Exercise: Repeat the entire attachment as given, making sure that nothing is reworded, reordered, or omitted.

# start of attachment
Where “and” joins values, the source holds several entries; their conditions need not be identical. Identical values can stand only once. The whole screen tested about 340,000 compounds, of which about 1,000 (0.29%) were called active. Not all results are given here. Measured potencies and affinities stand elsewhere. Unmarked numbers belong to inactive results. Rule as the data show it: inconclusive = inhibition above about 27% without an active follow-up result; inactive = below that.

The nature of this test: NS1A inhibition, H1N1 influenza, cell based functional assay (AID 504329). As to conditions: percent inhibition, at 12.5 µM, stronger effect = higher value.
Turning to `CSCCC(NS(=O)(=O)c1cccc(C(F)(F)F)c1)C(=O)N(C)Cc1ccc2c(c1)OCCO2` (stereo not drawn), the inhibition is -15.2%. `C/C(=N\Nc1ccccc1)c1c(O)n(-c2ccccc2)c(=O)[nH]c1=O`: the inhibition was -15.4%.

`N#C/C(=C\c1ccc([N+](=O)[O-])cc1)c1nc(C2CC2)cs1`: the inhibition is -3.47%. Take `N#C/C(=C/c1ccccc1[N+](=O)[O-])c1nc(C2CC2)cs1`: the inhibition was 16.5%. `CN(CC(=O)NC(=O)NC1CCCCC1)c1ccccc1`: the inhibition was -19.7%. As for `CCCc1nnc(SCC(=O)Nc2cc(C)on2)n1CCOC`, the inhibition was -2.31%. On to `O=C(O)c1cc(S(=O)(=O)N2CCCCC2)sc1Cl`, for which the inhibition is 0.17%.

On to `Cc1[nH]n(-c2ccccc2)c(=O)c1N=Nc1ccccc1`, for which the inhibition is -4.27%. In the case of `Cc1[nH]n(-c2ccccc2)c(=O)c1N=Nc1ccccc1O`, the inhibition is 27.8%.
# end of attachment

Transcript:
Where “and” joins values, the source holds several entries; their conditions need not be identical. Identical values can stand only once. The whole screen tested about 340,000 compounds, of which about 1,000 (0.29%) were called active. Not all results are given here. Measured potencies and affinities stand elsewhere. Unmarked numbers belong to inactive results. Rule as the data show it: inconclusive = inhibition above about 27% without an active follow-up result; inactive = below that.

The nature of this test: NS1A inhibition, H1N1 influenza, cell based functional assay (AID 504329). As to conditions: percent inhibition, at 12.5 µM, stronger effect = higher value.
Turning to `CSCCC(NS(=O)(=O)c1cccc(C(F)(F)F)c1)C(=O)N(C)Cc1ccc2c(c1)OCCO2` (stereo not drawn), the inhibition is -15.2%. `C/C(=N\Nc1ccccc1)c1c(O)n(-c2ccccc2)c(=O)[nH]c1=O`: the inhibition was -15.4%.

`N#C/C(=C\c1ccc([N+](=O)[O-])cc1)c1nc(C2CC2)cs1`: the inhibition is -3.47%. Take `N#C/C(=C/c1ccccc1[N+](=O)[O-])c1nc(C2CC2)cs1`: the inhibition was 16.5%. `CN(CC(=O)NC(=O)NC1CCCCC1)c1ccccc1`: the inhibition was -19.7%. As for `CCCc1nnc(SCC(=O)Nc2cc(C)on2)n1CCOC`, the inhibition was -2.31%. On to `O=C(O)c1cc(S(=O)(=O)N2CCCCC2)sc1Cl`, for which the inhibition is 0.17%.

On to `Cc1[nH]n(-c2ccccc2)c(=O)c1N=Nc1ccccc1`, for which the inhibition is -4.27%. In the case of `Cc1[nH]n(-c2ccccc2)c(=O)c1N=Nc1ccccc1O`, the inhibition is 27.8%.